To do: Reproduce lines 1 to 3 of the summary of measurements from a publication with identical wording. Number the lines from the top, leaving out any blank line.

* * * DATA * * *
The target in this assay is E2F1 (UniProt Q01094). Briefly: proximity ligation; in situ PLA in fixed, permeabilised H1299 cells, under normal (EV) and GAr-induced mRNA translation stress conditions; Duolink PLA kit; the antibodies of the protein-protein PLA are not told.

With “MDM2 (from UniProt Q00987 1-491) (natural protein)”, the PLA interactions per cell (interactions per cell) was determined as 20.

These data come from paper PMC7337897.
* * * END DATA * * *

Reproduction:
The target in this assay is E2F1 (UniProt Q01094). Briefly: proximity ligation; in situ PLA in fixed, permeabilised H1299 cells, under normal (EV) and GAr-induced mRNA translation stress conditions; Duolink PLA kit; the antibodies of the protein-protein PLA are not told.

With “MDM2 (from UniProt Q00987 1-491) (natural protein)”, the PLA interactions per cell (interactions per cell) was determined as 20.

These data come from paper PMC7337897.